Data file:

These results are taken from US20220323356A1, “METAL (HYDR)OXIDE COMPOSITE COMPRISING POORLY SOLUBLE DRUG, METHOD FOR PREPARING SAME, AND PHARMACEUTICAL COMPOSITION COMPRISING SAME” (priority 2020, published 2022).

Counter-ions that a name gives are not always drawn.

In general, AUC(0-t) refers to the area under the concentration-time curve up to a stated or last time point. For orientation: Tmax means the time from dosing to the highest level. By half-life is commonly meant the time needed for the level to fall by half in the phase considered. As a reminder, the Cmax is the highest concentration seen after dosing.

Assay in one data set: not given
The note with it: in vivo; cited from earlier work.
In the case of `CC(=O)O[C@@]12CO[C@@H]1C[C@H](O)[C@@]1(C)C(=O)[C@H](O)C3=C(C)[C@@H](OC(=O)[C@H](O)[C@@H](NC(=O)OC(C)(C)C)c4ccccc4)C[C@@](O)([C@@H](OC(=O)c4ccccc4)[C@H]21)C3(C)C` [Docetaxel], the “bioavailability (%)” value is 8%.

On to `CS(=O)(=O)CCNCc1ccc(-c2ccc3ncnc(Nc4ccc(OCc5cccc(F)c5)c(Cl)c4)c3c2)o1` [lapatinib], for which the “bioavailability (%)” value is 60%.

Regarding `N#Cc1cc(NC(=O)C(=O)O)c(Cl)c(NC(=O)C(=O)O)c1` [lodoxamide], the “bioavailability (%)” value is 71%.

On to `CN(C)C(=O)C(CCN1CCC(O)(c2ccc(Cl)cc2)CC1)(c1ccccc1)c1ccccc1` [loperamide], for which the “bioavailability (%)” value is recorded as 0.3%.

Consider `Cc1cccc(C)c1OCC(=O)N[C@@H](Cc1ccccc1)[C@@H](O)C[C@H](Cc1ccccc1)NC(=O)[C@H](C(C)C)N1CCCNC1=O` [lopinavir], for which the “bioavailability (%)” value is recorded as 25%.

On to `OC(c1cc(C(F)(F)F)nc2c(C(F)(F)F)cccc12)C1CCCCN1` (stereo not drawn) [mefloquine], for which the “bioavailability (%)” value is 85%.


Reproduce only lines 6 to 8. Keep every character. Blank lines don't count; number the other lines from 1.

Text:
In the case of `CC(=O)O[C@@]12CO[C@@H]1C[C@H](O)[C@@]1(C)C(=O)[C@H](O)C3=C(C)[C@@H](OC(=O)[C@H](O)[C@@H](NC(=O)OC(C)(C)C)c4ccccc4)C[C@@](O)([C@@H](OC(=O)c4ccccc4)[C@H]21)C3(C)C` [Docetaxel], the “bioavailability (%)” value is 8%.

On to `CS(=O)(=O)CCNCc1ccc(-c2ccc3ncnc(Nc4ccc(OCc5cccc(F)c5)c(Cl)c4)c3c2)o1` [lapatinib], for which the “bioavailability (%)” value is 60%.

Regarding `N#Cc1cc(NC(=O)C(=O)O)c(Cl)c(NC(=O)C(=O)O)c1` [lodoxamide], the “bioavailability (%)” value is 71%.